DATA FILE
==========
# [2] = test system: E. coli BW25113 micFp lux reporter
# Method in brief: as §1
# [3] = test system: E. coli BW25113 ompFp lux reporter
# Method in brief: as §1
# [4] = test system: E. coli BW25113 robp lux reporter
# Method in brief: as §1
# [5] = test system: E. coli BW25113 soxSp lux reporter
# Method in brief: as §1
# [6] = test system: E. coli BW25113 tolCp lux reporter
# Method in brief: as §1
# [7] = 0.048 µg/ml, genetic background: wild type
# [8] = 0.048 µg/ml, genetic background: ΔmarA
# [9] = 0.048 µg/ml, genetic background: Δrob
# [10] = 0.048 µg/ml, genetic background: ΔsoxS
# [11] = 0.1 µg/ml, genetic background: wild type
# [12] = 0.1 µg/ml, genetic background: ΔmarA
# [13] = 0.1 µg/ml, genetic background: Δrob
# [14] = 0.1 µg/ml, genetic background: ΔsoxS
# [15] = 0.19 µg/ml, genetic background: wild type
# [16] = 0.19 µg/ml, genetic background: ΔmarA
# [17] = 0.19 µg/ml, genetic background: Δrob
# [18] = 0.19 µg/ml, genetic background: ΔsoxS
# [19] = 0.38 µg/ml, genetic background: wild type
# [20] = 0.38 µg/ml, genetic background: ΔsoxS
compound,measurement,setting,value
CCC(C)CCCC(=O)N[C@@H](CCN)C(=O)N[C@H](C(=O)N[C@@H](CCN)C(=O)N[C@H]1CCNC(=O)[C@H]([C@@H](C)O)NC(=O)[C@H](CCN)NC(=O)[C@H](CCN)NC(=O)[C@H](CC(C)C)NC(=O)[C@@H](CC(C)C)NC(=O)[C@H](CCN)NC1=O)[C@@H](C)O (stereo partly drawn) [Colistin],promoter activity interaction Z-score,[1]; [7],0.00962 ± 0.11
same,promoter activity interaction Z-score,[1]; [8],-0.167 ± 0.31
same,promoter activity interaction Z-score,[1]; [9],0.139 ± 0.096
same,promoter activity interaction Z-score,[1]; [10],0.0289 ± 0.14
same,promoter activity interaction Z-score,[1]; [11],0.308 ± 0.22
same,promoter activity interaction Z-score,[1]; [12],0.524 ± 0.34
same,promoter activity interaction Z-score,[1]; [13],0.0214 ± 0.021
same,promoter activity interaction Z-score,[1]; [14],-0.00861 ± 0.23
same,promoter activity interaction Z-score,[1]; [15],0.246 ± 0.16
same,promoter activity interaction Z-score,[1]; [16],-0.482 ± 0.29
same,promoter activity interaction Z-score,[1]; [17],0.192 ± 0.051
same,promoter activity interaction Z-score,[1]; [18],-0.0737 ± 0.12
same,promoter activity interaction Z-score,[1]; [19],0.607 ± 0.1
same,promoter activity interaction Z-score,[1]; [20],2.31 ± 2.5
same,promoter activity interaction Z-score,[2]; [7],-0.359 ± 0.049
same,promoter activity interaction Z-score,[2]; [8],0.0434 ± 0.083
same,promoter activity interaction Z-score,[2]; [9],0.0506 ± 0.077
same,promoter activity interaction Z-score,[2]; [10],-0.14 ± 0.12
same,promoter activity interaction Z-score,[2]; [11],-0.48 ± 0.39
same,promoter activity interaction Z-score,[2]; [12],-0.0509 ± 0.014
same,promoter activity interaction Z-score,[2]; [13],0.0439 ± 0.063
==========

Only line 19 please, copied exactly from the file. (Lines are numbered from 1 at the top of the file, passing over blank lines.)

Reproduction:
# [15] = 0.19 µg/ml, genetic background: wild type